In addition to writing and talking about politics, I’m also a longtime movie buff. For the past two years I’ve served as a movie reviewer every Friday morning for KARZ-TV and in 2012 I viewed over 100 films.

Over the holidays, I took a little time and compiled my top 10 favorite films from 2012.

My Top 10 Films for 2012:

10. Ted
A raunchy, and adults only, film from the creator of TV’s “Family Guy.”  Since he was 10 years-old, Mark Wahlberg has had a real live talking Teddy Bear with a crude and inappropriate mouth and their friendship is straining Wahlberg’s 4-year relationship with his girlfriend played by Mila Kunis.  This was the funniest movie I’ve seen all year.

9. Beasts of the Southern Wild
I stole the description of this wonderful film from the Sundance Film Festival website: Hushpuppy, an intrepid six-year-old girl, lives with her father, Wink, in the Bathtub, a southern Delta community at the edge of the world. Wink’s tough love prepares her for the unraveling of the universe; for a time when he’s no longer there to protect her. When Wink contracts a mysterious illness, nature flies out of whack, temperatures rise, and the ice caps melt, unleashing an army of prehistoric creatures called aurochs. With the waters rising, the aurochs coming, and Wink’s health fading, Hushpuppy goes in search of her lost mother.

8. The Imposter
In a small Texas town in 1994 a 13-year old child vanished.  Three years later he turns up in Spain and the family is ecstatic to have found him and arrange for his return home.  However, it’s not their child, but a 23-year French con artist who convinces them he’s their son.  If this shocking story wasn’t true, you’d have a hard time believing it.  This documentary interviews the family, the con artist and at it’s core remains a mystery that will keep you guessing.

7. Robot and Frank
Frank Langella plays a retired cat burglar living alone in small New England town in the not too distant future.  His children force him to accept a robot into his home since he’s not doing a good job at taking care of himself and needs someone to look after him.  Frank initially resents the robot, but then discovers he can train it to break into homes and Frank decides to come out retirement.  The film masterfully and respectfully covers the struggles of getting older and how it’s an experience we’ll all one day share.

6.  Safety Not Guaranteed
An anonymous classified ad is placed looking for someone to travel back in time with, claiming they’ve done it before and the safety of the potential time traveler is not guranteed. The magazine employees decide to track down the person who placed the mysterious ad and discover he’s just a grocery store stocker – or is he?

5. Looper
One of the most inventive sci-fi films I’ve seen in quite some time.  Set in Kansas, 30 and 60 years in the future, gangsters send back in time people they want killed and those that do the deed are called Loopers.  Joseph Gordan-Leveriitt is a Looper and as part of his job must kill his own self sent back in time.  The older version of Leveritt is played by Bruce Willis.  This is one of those films that are difficult to explain in one paragraph, but worth seeing to learn about the movie’s twists and turns.

4. Moonrise Kingdom
Wes Anderson directed this whimsical tale of two twelve-year-olds in the 1960’s who fall in love and run away from home and hide out in the woods of the island they live on.  The town searches all over for them and in the process begin to understand some of their own struggles. It’s a classic Anderson film in terms of set design, cinematography and themes.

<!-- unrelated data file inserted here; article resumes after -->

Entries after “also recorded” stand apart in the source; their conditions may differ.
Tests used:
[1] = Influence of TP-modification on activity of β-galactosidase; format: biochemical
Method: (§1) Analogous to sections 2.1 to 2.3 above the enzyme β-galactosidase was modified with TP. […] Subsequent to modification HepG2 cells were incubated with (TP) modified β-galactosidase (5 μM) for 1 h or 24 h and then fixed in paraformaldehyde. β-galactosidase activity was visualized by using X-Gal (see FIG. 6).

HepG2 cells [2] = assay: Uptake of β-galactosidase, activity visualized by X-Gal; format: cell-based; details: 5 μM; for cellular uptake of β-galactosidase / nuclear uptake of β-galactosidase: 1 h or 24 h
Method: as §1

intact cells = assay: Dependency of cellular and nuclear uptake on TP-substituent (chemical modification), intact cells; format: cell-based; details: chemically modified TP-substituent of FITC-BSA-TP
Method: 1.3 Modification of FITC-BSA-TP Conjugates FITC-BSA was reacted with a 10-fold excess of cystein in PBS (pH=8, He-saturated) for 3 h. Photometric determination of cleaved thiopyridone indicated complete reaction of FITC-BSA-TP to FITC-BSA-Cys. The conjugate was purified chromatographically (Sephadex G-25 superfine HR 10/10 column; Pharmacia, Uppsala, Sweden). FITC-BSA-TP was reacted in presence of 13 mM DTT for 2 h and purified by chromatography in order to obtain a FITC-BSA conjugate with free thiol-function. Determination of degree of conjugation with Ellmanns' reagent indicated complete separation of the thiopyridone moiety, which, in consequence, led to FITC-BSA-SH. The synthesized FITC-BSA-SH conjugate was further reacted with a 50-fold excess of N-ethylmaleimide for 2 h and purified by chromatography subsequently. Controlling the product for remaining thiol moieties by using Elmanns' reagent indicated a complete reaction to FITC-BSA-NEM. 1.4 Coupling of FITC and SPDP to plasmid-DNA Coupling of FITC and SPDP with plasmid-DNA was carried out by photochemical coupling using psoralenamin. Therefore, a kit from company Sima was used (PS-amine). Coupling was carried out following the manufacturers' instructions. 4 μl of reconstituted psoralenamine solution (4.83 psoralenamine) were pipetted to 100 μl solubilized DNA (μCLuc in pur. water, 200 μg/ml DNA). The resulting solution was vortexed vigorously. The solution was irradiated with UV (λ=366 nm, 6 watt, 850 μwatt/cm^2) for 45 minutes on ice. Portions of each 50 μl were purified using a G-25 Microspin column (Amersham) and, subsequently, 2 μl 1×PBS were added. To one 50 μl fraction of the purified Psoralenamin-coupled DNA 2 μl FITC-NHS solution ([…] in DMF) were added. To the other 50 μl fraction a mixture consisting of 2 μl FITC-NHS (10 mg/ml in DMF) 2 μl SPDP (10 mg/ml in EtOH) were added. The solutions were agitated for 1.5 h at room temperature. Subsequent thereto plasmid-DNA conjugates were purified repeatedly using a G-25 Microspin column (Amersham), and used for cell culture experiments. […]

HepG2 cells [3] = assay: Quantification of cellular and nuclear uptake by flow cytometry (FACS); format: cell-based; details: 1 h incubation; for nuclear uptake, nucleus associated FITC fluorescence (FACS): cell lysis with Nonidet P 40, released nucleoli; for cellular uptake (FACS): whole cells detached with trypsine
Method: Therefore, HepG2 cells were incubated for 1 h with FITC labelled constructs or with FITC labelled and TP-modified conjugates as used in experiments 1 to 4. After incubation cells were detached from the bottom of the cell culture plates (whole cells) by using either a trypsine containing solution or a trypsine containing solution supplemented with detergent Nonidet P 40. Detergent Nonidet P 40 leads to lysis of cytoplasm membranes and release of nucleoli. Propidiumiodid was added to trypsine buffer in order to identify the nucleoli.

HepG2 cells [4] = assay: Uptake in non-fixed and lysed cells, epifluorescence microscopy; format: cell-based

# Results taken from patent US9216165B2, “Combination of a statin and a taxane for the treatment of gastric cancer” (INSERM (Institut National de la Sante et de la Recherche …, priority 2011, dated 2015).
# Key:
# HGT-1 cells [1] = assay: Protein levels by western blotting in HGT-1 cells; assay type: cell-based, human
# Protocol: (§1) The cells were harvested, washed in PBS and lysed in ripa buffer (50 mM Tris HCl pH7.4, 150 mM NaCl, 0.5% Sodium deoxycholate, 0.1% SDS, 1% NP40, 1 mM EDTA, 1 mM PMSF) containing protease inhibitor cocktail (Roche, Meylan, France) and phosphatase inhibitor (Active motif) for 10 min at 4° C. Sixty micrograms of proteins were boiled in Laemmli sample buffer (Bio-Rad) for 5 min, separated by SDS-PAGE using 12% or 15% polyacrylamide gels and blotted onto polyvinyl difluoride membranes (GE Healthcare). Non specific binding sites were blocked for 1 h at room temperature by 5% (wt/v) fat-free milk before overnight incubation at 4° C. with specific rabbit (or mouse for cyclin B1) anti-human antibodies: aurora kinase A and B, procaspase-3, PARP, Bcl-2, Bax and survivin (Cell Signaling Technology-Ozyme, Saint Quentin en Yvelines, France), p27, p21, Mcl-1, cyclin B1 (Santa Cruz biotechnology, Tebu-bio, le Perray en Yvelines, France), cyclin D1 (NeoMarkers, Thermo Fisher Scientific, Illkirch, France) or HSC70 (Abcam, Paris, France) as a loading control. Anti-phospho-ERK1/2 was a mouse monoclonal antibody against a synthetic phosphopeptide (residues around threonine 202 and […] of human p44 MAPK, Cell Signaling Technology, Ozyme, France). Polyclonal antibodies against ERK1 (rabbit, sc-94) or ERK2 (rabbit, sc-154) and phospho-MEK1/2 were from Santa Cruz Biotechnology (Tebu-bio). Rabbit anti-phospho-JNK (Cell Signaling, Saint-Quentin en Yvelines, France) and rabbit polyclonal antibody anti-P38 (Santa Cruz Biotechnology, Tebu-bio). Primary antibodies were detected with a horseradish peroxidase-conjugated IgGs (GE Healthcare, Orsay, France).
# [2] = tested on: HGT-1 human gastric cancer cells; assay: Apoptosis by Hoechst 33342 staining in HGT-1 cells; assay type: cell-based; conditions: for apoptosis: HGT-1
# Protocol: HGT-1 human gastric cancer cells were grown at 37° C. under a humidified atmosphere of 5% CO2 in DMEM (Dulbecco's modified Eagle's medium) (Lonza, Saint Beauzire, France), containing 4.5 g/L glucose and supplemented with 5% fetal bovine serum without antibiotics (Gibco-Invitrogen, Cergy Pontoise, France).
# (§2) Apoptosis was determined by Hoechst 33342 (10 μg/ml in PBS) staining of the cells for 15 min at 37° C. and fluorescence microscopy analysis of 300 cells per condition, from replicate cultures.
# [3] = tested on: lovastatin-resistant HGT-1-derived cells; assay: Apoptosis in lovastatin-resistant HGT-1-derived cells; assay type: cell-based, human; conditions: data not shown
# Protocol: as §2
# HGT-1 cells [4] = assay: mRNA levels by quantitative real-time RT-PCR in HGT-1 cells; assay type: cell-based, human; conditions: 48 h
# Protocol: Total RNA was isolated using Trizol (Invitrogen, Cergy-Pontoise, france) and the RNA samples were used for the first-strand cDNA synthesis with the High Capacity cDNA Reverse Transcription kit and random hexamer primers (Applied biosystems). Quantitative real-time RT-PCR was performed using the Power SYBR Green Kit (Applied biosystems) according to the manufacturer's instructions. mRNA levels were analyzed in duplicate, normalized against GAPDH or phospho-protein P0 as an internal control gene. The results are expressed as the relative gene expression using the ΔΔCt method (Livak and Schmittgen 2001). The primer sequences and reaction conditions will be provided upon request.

3. Argo
Ben Affleck’s third outing as a director, and as with his two previous films, this one is top-notch.  “Argo” is based on the true story of the CIA’s efforts to rescue 5 Americans hiding in Iran at the Canadian Amabassors residence in the midst of the 1979 Iran Hostage Crisis.  Affleck plays a CIA agent who concocts a plan to have the Americans pose a Candadian film crew and smuggle them out in plain sight. This tense and well-paced thriller is smartly directed and supporting actors John Goodman and Alan Arkin should receive Oscar nominations for their portrayal of old Hollywood insiders who help Affleck produce the fake movie cover story.

2 . Searching for Sugarman
In the early 1970’s, a folk singer, Rodriquez, released two albums that were critically acclaimed, but were commercial failures.  Rodriquez was dropped from the record label, quit the music business and faded away.  Meanwhile, unbeknownst to Rodriquez, his records made their way to South Africa and his music became the soundtrack of the white community opposed to apartheid.  In that country of 40 million people, Rodriquez was bigger than Elvis but he never knew it and South Africans believed an urban legend that he had committed suicide.  This documentary is the true story of his fans search for him and turns out to be an uplifting story of acceptance and second chances.

1.  Zero Dark Thirty
From the same director of “The Hurt Locker”, it’s the story of the CIA’s 10-year search for Osama bin Laden.  Jessica Chastain stars as the CIA agent who doggedly pursues bin Laden, overcoming obstacles created by enemies and even allies.  Even though you know what eventually happens, this thriller keeps you engaged and on the edge of your seat.   It opens in Little Rock on January 11.

On last Friday’s KARZ-TV’s morning show I covered my top five films.  Click on this link to see the video.

What were your favorite films from 2012?   Please email them to me at michael@cooksoutlook.com.

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Michael Cook
Michael Cook is the moderator for his opinion blog, Cook's Outlook. He can be reached by e-mail at Michael@CooksOutlook.com. Follow him on Twitter: @mcookAR or on Facebook: facebook.com/CooksOutlook.